Compounding Bioidentical Hormones

Compounding Bioidentical Hormones

Bioidentical Hormone Replacement Therapy and Compounding Pharmacies

Hormone replacement therapy was developed to alleviate symptoms associated with perimenopause and menopause, and other conditions resulting from loss of estrogen, progesterone and testosterone. Several FDA-approved products containing conjugated equine estrogen medroxyprogesterone acetate were developed1 and widely used. In 2002, the Women’s Health Initiative study reported increased risk of breast cancer, cardiovascular disease, stroke and deep vein thrombosis associated with these products, when compared to a placebo2 leading many people to seek alternative therapies. Bioidentical hormone replacement therapy (BHRT) emerged in response to these concerns.

What Are Bioidentical Hormones?

Bioidentical hormones refer to compounds, often plant-derived, that have a chemical or molecular structure identical to endogenous human hormones3. Currently, there are some FDA-approved plant-derived formulations (e.g. 17β-estradiol) for BHRT that are available as pills, creams, gels, patches, sprays, injections, and implants. However, some patients may be allergic or sensitive to ingredients found in FDA-approved preparations. Other patients may require alternative doses of bioidentical hormones to alleviate symptoms with minimal side-effects. These patients may be prescribed compounded bioidentical hormones, which can include 17β-estradiol, androsterone, testosterone, and/or progesterone sourced from plants.

Non-Sterile Compounding of Bioidentical Hormones

Drug compounding is the process of mixing or combining two or more drugs to create a medication specific for an individual patient’s needs. Custom compounded bioidentical hormone preparations are not FDA-approved. However, the United States Pharmacopeia (USP) sets standards for compounding pharmacies that prepare compound bioidentical hormones and other therapies. Compounding practice standards are detailed in USP 7954 for non-sterile compounding and USP 7975 for sterile-compounding. Non-sterile compounding includes most topical medications (e.g. creams, gels, patches) as well as pills or tablets. It is at the discretion of the pharmacy to determine if non-sterile products must be compounded within a containment enclosure or biological safety cabinet to prevent contamination of the operator, environment, or compounded preparation. However, hazardous medications, whether sterile or non-sterile, must be compounded using a primary engineering control that meets the specifications stated in USP 8006, a USP standard for handling hazardous drugs within healthcare settings. Most, if not all, bioidentical hormones used for hormone replacement therapy are considered hazardous7 and must be compounded within a proper containment enclosure such as a ductless hood. A ductless hood with a horizontal laminar flow, where air is pulled into the hood through the sash and across the workspace can protect the operator from hazardous drugs during non-sterile compounding. The contaminated air then moves to the top and/or back of the hood where it is filtered prior to exhaust into the room. USP 800 requires that hoods used to handle hazardous drugs must have redundant high-efficiency particulate air (HEPA) filters in series, if not externally vented. Some applications may require additional filters. For BHRT compounding that requires large amounts of powder handling, a ductless hood designed specifically for powder containment may be beneficial.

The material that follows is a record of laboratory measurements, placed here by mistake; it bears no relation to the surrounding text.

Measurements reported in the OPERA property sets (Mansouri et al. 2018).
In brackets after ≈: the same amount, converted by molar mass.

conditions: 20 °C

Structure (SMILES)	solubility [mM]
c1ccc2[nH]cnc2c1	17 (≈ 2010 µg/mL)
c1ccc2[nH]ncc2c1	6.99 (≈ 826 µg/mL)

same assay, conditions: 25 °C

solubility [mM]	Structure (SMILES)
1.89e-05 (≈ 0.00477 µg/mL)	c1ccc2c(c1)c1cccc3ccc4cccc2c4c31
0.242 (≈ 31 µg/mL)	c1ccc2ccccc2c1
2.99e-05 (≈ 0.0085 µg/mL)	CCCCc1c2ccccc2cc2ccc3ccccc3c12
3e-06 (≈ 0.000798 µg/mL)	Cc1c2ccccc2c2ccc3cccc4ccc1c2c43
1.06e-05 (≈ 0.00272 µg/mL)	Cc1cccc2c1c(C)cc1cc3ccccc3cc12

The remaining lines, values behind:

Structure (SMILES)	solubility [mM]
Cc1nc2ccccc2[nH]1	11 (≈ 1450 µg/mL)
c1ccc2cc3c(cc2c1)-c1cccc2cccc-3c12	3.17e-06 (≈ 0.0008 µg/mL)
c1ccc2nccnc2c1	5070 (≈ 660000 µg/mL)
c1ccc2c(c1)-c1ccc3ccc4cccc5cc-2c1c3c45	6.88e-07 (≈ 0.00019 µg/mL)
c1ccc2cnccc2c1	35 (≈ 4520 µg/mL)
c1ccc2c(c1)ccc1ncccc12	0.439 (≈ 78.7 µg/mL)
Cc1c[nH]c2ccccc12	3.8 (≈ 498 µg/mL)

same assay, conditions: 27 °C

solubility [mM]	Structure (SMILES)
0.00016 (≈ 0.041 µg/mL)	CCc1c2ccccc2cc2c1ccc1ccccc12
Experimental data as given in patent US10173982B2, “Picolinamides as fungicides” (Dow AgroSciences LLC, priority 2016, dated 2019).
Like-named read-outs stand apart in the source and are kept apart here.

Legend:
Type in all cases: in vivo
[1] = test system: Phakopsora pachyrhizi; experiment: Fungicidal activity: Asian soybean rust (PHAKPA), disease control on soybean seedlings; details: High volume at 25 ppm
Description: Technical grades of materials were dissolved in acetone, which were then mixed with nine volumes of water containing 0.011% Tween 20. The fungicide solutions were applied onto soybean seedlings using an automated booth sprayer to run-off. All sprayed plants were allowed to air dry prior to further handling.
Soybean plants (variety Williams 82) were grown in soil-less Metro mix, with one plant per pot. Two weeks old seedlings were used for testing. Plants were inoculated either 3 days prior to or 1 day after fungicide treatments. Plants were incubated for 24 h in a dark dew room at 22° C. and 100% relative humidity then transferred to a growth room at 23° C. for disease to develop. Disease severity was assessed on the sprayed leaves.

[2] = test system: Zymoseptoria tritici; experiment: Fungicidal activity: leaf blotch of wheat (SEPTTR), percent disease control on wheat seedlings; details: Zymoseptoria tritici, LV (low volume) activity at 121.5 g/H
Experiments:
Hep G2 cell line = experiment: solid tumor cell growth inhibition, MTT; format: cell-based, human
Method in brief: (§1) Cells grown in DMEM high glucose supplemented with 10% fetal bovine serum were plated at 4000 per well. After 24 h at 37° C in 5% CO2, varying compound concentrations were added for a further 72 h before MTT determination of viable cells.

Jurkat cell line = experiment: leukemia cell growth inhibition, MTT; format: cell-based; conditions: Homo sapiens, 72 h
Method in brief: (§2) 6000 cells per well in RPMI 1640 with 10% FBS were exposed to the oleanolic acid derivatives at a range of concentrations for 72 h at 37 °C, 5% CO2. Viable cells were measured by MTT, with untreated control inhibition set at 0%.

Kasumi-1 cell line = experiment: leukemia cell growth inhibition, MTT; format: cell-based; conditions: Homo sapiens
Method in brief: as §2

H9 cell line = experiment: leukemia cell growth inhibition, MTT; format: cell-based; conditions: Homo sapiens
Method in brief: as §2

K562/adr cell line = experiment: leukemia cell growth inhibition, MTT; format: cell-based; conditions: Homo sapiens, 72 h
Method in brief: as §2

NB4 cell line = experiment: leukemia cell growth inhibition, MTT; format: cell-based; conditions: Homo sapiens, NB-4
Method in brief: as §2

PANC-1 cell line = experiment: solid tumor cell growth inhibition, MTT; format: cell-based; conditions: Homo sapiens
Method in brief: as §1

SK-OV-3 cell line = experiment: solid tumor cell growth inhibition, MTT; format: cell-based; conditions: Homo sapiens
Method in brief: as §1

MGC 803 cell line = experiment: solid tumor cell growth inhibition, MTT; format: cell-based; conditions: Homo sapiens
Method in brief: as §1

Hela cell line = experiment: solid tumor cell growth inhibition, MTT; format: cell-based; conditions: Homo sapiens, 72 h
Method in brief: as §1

Sterile Compounding May Require Operator and Process Protection

Sterile compounding requires the compounded preparations to remain sterile because the medications, such as injections or implants, may be expected to come in direct or indirect contact with sterile tissue. USP 797 for sterile compounding requires that compounding activities are completed with the use of a primary engineering control such as a laminar flow hood that provides ISO Class 5 air quality metrics, or better, when in use. Sterile compounding of non-hazardous medications may be completed in a laminar flow hood with vertical or horizontal laminar flow, though a horizontal laminar flow hood may be more advantageous for weighing compounds. In these hoods, air from the room enters the hood via the top or back panels and travels through a HEPA filter prior to reaching the workspace. The air is then exhausted through the front sash near the operator. Sterile compounding of hazardous medications, such as bioidentical hormones, should not be completed within this type of laminar flow hood, as the process requires an airflow design that protects both the operator and the compounding process.


Submit an Application Worksheet Below and AirClean Systems Will Help Find The Right Hood For Your Needs

Your Contact Info

Your Application

To expidite your application validation, please provide the most information possible.

Yes (If yes, be sure to indicate temperature below)
Please tell us what chemicals you plan to use with this equipment:
Use the search field to add chemicals to your list
Chemical Name: Concentration: Volume Evaporated In 24hrs : Frequency of evaporation (days per week): Heated Temperature: